When 14 year old cousins James Gough and Frank Johnson discovered Timpanogos Cave in 1913, they didn’t travel along the upper passage where tours go today. That area was very narrow and has been excavated to make it roomy enough for most visitors to get through without too much trouble (if you don’t count the unlucky ones responsible for naming the stalactite “13 Stitches”, formerly known as “12 Stitch”).
Instead, they took the lower passage, now off limits, and protected by such things as light sensors so we know if anyone goes out of bounds. The only chance to get down there is on special projects such as the one going on now where resource rangers are removing as much of the man-made junk as possible.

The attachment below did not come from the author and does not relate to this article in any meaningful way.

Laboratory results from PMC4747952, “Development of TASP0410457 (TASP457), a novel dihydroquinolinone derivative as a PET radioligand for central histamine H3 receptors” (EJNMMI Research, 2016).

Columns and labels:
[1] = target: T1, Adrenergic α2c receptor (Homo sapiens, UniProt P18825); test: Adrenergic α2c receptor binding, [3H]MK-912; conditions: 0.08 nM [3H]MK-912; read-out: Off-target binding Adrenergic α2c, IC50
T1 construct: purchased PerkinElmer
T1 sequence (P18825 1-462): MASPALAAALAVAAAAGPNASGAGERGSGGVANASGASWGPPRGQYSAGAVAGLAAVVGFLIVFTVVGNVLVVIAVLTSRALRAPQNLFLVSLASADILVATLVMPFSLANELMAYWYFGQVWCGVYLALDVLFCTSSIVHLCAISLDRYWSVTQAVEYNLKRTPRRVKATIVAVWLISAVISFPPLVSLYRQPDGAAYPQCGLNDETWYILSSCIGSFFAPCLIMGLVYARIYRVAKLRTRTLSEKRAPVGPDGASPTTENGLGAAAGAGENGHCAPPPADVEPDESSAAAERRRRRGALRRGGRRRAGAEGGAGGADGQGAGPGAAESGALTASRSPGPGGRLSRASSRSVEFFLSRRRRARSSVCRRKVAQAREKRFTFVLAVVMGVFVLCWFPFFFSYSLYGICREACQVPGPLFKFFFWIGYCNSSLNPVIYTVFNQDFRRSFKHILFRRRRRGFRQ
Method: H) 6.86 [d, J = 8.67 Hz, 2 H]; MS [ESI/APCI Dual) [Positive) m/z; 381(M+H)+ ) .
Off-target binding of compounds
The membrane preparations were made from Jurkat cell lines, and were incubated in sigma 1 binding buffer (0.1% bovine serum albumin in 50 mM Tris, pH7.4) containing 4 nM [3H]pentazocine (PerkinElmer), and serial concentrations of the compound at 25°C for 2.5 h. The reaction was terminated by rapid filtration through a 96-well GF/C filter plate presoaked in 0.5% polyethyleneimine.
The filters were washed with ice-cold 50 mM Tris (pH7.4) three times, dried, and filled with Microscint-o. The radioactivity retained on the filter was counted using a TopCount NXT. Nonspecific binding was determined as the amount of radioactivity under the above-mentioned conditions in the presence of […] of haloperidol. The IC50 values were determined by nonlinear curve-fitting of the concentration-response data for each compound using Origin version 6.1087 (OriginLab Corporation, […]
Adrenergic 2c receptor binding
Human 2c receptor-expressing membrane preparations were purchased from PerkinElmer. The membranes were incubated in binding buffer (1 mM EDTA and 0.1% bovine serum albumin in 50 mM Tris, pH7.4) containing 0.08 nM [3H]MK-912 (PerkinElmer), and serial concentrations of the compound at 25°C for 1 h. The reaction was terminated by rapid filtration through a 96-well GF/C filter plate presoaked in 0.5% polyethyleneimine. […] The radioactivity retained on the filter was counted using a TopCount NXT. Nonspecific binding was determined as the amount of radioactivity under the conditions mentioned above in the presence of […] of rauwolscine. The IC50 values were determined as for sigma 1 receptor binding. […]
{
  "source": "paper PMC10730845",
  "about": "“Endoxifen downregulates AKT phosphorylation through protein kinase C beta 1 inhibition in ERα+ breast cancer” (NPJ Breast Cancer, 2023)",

The photo is of me helping out Andy, Bonnie and Daniela on that project today – possibly my last chance to see that major section of cave. I spent a few hours digging out the old, rusty metal mesh placed along the walkway when they used to take some tours that way. It’s all history now, so they have to account for every tidbit we remove, marking which section of cave it came from.
As a cave guide, I find myself wanting to dump out all the information I know about the passage, about the area permanently turned dark black from dynamite smoke, about some of the features down there, etc., but I’ll refrain and just say that it’s more of the same as the rest of the cave but fun to get to lay my own eyes on it all.